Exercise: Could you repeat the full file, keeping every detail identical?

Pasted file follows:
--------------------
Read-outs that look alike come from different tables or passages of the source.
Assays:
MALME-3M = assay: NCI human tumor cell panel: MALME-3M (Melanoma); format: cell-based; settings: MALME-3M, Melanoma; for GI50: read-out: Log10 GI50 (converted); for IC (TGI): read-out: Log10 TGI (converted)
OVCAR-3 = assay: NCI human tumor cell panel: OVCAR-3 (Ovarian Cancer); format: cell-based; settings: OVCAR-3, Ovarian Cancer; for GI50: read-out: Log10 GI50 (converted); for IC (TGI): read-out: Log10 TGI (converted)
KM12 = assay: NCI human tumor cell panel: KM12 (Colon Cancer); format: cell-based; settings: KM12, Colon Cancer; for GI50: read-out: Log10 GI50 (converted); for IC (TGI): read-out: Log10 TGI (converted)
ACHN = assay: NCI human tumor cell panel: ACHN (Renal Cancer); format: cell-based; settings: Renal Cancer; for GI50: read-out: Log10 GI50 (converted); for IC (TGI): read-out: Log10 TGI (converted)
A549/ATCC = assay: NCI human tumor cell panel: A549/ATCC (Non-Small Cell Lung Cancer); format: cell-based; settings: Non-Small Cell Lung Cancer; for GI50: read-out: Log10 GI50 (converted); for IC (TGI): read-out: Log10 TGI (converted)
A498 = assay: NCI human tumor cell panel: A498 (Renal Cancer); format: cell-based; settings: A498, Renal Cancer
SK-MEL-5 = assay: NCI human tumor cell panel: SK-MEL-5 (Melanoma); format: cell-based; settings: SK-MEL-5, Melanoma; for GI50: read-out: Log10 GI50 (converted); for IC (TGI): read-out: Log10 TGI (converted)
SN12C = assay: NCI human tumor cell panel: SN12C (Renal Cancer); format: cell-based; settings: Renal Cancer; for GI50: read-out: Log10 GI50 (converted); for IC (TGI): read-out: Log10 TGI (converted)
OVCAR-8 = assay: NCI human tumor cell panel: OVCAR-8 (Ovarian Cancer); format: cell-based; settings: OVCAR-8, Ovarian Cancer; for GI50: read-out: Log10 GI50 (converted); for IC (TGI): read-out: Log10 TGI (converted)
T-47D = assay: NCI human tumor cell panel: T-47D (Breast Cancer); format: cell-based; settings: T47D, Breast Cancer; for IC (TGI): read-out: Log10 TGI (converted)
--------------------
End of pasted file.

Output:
Read-outs that look alike come from different tables or passages of the source.
Assays:
MALME-3M = assay: NCI human tumor cell panel: MALME-3M (Melanoma); format: cell-based; settings: MALME-3M, Melanoma; for GI50: read-out: Log10 GI50 (converted); for IC (TGI): read-out: Log10 TGI (converted)
OVCAR-3 = assay: NCI human tumor cell panel: OVCAR-3 (Ovarian Cancer); format: cell-based; settings: OVCAR-3, Ovarian Cancer; for GI50: read-out: Log10 GI50 (converted); for IC (TGI): read-out: Log10 TGI (converted)
KM12 = assay: NCI human tumor cell panel: KM12 (Colon Cancer); format: cell-based; settings: KM12, Colon Cancer; for GI50: read-out: Log10 GI50 (converted); for IC (TGI): read-out: Log10 TGI (converted)
ACHN = assay: NCI human tumor cell panel: ACHN (Renal Cancer); format: cell-based; settings: Renal Cancer; for GI50: read-out: Log10 GI50 (converted); for IC (TGI): read-out: Log10 TGI (converted)
A549/ATCC = assay: NCI human tumor cell panel: A549/ATCC (Non-Small Cell Lung Cancer); format: cell-based; settings: Non-Small Cell Lung Cancer; for GI50: read-out: Log10 GI50 (converted); for IC (TGI): read-out: Log10 TGI (converted)
A498 = assay: NCI human tumor cell panel: A498 (Renal Cancer); format: cell-based; settings: A498, Renal Cancer
SK-MEL-5 = assay: NCI human tumor cell panel: SK-MEL-5 (Melanoma); format: cell-based; settings: SK-MEL-5, Melanoma; for GI50: read-out: Log10 GI50 (converted); for IC (TGI): read-out: Log10 TGI (converted)
SN12C = assay: NCI human tumor cell panel: SN12C (Renal Cancer); format: cell-based; settings: Renal Cancer; for GI50: read-out: Log10 GI50 (converted); for IC (TGI): read-out: Log10 TGI (converted)
OVCAR-8 = assay: NCI human tumor cell panel: OVCAR-8 (Ovarian Cancer); format: cell-based; settings: OVCAR-8, Ovarian Cancer; for GI50: read-out: Log10 GI50 (converted); for IC (TGI): read-out: Log10 TGI (converted)
T-47D = assay: NCI human tumor cell panel: T-47D (Breast Cancer); format: cell-based; settings: T47D, Breast Cancer; for IC (TGI): read-out: Log10 TGI (converted)